" 'I wish her well as a human being,' Miller says, the kind of preface that lets you know there's a whopper coming. 'But as a politician I am out to destroy her because that's what she did to me, and I'm going to show her how it feels.'
Las Vegas CityLife 
January, 1999 
By Steve Sebelius
Jones appealed Steve's Supreme Court victory...and lost again - temporarily.
Mayor loses bid to stop Miller suit
"Supreme Court sticks to previous ruling"
"Without comment, the court rejected the petition by attorneys for Jones for a rehearing."
Las Vegas SUN 
May 12, 1999 
By Cy Ryan 
While waiting for the jury trial. Steve made a half-hearted attempt to return to public office, but a Jones protege' used her technique again to win the election. This final act inspired Steve to retire from politics.
PAC sues councilman, three others 
LV Sun, July 14, 1999 
By Bill Gang and Erin Neff 
"In addition to McDonald, Big Elephant's lawsuit names James Reginald Tucker, Larry Scheffler, Kelly Sullivan, Passkey Systems, Las Vegas Color Graphics Inc. and Paladin Advertising. Statements linking the PAC with the brochure exposed the Big Elephant Club to 'public hatred, contempt and ridicule,' the lawsuit said."
The Big Elephant Club has filed a defamation lawsuit alleging City Councilman Michael McDonald and three other men authored an 'offensive brochure' against City Council candidate Steve Miller and blamed it on the political action committee.

Mailer brings new lawsuit 
LV Review Journal, 
July 14, 1999 
By Jane Ann Morrison
"McDonald repeated what he has contended 
all along: 'I had nothing to do with it.' He said neither he nor
his campaign authorized the brochure, even though he was
the one it benefited." 
                                                Review Journal photo
A club that once helped McDonald in his City Council race sues him over attack on rival. 'The case is about the ability of someone to do a hit piece and not be accountable for it. You just can't get away with doing that kind of mean- spirited piece and label it as someone else's work. It's astonishing someone would go and put someone else's name on something,' explained Charles Bennion, Harris' attorney.
Numerous articles were written about MILLER v. JONES in the years leading up to the jury trial.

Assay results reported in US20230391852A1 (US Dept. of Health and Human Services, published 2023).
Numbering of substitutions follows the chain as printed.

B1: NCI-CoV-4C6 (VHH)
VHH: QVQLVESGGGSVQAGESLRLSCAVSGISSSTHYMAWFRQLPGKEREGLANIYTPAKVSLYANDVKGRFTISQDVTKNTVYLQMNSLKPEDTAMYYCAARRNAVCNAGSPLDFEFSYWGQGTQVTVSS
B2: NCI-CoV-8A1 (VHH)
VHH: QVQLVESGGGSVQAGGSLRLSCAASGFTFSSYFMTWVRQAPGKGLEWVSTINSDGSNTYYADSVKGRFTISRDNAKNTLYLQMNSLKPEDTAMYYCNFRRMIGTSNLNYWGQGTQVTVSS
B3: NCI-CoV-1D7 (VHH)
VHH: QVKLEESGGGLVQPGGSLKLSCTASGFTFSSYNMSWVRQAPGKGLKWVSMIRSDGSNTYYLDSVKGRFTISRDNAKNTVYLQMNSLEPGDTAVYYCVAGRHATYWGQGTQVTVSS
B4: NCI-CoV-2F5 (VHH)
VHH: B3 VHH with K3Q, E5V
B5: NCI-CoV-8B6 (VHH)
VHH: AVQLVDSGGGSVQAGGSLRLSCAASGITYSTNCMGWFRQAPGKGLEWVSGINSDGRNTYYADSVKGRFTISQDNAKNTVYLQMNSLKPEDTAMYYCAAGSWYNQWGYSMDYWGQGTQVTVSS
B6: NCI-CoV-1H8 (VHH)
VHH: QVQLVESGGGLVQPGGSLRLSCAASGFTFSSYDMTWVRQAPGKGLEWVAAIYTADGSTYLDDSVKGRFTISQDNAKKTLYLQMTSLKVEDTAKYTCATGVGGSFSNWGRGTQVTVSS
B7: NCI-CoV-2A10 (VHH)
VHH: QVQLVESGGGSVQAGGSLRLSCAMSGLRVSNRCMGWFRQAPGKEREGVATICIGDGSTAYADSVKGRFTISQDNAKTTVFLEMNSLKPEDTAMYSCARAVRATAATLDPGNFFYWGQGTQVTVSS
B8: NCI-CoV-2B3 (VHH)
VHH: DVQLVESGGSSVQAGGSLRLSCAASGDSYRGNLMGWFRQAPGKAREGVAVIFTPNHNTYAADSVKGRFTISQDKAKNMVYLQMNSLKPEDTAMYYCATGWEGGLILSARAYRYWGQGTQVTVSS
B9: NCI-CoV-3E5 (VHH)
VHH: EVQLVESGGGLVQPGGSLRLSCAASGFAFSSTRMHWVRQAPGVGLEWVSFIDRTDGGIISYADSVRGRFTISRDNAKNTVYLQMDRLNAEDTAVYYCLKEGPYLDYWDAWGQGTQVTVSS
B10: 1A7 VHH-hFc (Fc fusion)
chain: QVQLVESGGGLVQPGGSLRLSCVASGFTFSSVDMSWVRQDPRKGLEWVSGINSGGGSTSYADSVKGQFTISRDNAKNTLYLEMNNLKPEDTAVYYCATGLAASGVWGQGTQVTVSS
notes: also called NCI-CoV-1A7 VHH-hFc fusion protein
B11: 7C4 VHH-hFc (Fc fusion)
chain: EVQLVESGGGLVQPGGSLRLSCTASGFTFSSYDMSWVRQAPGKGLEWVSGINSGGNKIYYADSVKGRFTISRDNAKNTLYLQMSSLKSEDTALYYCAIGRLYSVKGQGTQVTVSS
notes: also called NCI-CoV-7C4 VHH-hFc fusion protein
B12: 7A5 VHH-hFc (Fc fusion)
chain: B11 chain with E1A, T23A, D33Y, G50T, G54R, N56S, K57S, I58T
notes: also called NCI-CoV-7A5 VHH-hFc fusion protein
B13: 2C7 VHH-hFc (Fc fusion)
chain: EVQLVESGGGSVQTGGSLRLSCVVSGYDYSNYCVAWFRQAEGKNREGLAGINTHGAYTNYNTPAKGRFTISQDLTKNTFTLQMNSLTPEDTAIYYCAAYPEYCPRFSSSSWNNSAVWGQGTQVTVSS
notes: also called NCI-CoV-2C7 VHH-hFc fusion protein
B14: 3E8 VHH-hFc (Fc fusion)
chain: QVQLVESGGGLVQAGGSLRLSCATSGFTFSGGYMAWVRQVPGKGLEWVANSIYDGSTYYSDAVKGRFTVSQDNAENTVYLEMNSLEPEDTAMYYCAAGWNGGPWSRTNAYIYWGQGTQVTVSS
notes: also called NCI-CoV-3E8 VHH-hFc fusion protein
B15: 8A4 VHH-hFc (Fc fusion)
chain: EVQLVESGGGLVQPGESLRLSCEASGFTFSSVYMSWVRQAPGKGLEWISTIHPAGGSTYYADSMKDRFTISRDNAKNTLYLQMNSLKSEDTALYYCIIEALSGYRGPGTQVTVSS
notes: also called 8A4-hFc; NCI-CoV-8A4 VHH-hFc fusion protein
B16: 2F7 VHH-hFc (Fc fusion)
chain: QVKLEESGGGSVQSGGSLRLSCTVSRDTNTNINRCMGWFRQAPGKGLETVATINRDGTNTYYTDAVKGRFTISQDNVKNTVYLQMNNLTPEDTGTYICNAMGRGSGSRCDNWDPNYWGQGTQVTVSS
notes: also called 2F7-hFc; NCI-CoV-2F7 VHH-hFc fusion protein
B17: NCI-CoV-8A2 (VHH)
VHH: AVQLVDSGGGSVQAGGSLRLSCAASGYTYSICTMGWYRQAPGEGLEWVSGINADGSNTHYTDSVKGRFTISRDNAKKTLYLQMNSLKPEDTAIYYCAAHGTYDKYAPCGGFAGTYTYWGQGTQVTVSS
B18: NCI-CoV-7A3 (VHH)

Political slurs can damage private lives
"Jones arranged a meeting with me to discuss a 
resolution to my lawsuit. During that meeting she agreed to conduct a joint press conference to retract her slanderous and malicious statements. Jones and I formulated the wording of the retraction and my response. All parties agreed. Three weeks later, Jones renounced her agreement."
Special to Las Vegas Sun 
By Steve Miller 
May 13, 1997 
"The ramifications of a malicious last-minute attack on the character and reputation of a political opponent can have long-lasting personal, political, monetary, and career effects."

Jan Jones' Deliverance
Jan has obviously developed into one of the most socially acceptable women in Las Vegas…….despite her initial method of attaining prominence.
COLUMN: Steve Miller 
© Copyright Las Vegas Tribune 
September 14, 1999
The trial took place three years following Steve's Supreme Court victory. The lower court jury ruled for Jones in a split decision. Steve did not appeal.
Today: May 30, 2001 at 10:54:11 PDT 
Miller: Verdict is a victory
By Kim Smith 
Miller said he does not intend to appeal the verdict, in part because he believes a message has been sent to those politicians who might consider running a negative campaign. It simply isn't fair to send out a flier in the waning days of a campaign and not give your opponent a chance to respond, Miller said.

Copyright © Las Vegas Review-Journal 
Jones prevails in Miller libel lawsuit
Ex-councilman unlikely to appeal 

Steve hears verdict with attorneys Sam Harding and Barbara Johnston
Miller said the four-week trial gave him a chance to tell his story and clear his name. He said he has no regrets about taking the case this far but has no plans to file an appeal. 
"Getting it behind me is probably one of the most satisfying adventures of my life," he said. 
Miller, 56, sat stoically beside his two attorneys as the jury's decision was announced. Jones was not present in the courtroom. 
After the four-week televised trial, the judge stated, "If Steve Miller couldn't win his case, then defamation cases in this state are un-winable." However, the Supreme Court ruling in MILLER v. JONES stands as case law and will make it easier for future libel actions to go to trial. Steve retired from politics and began a writing career.